“The greatest enemy of progress is your last success,” Myles Monroe
Learning from failure is common knowledge, however learning from success is not practiced enough. Time, effort and energy usually goes into achieving success in any project but what happens after a particular milestone is reached determines the continuity in the attainment of success. Richard St. John, a public speaker at a Ted conference, emphasized the importance of continuous success in the order to sustain it. However the majority tend to relax once success is attained. Gino and Pisano (2011) argued in their article titled “ Why Leaders don’t learn from Success” that, success breeds failure by hindering learning. They identified the challenges to learning from success which are:
Fundamental attribution error– Attributing success to talent or current strategies whereas it could’ve been due to chance or other factors.
Overconfidence bias –While success contributes to increase in confidence level, too much of it can become a barrier to learning and improving.
Failure-to-ask-why-syndrome– Reflecting on what lead to the attainment of success provides adequate understanding of a process to gain mastery of it.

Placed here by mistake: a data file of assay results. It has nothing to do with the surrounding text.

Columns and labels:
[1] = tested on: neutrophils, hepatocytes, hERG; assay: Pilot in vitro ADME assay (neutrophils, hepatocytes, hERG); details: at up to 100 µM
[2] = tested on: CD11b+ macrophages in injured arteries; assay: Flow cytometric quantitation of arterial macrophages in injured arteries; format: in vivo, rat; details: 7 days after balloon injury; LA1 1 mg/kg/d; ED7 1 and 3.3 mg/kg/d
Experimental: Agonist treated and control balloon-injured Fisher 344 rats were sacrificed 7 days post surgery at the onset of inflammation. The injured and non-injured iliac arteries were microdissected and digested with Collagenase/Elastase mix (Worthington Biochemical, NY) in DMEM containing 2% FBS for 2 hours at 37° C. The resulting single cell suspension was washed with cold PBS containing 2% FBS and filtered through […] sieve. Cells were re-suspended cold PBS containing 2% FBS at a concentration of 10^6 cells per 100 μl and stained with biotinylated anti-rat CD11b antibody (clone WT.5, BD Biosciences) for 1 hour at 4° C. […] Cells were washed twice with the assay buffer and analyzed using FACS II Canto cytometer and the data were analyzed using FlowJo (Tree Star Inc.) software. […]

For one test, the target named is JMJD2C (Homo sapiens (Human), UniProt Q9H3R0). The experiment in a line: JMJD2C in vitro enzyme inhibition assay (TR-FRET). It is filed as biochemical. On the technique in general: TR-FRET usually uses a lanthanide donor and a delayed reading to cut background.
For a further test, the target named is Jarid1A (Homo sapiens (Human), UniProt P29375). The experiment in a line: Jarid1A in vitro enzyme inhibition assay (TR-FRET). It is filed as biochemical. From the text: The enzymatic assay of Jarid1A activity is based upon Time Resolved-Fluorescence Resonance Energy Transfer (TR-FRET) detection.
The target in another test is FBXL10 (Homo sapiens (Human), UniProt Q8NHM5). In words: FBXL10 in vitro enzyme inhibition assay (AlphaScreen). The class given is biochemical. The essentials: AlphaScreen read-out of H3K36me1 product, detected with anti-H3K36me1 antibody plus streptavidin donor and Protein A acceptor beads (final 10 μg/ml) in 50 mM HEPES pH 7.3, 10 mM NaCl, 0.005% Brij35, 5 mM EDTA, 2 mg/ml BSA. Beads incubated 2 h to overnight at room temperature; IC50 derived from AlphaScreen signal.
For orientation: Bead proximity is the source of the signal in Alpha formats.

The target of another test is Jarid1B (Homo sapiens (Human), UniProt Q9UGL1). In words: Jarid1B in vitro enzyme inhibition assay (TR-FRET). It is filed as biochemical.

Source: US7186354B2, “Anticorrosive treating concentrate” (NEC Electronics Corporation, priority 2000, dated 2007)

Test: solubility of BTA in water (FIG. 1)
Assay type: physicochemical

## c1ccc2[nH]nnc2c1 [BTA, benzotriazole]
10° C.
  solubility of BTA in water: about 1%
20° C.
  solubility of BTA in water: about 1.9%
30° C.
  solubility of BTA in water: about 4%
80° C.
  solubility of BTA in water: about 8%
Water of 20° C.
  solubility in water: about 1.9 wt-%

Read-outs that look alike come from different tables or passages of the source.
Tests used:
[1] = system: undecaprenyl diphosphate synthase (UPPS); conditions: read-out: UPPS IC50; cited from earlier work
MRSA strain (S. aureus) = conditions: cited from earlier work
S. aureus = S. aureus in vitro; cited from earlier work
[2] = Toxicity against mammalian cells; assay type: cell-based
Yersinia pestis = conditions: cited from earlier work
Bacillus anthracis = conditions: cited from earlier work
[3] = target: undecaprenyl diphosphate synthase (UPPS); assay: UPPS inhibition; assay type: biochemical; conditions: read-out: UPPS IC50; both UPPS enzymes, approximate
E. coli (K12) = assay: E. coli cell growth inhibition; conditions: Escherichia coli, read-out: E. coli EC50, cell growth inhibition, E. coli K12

Failure to study all of the processes involved in attaining success makes it difficult to identify what exactly led to the successful result. For example, an exceptional employee gets annual performance reviews with highlights of strengths and weaknesses. Knowing what core competencies makes such employee exceptional will enable him or her to continue to work hard at maintaining such standard and aiming higher.
Therefore, learning from success determines if you’re a one-hit-wonder or an all time champion.
Gino F., & Pisano P., (2011). Why Leaders Don’t Learn from Success. Harvard Business Review. https://hbr.org/2011/04/why-leaders-dont-learn-from-success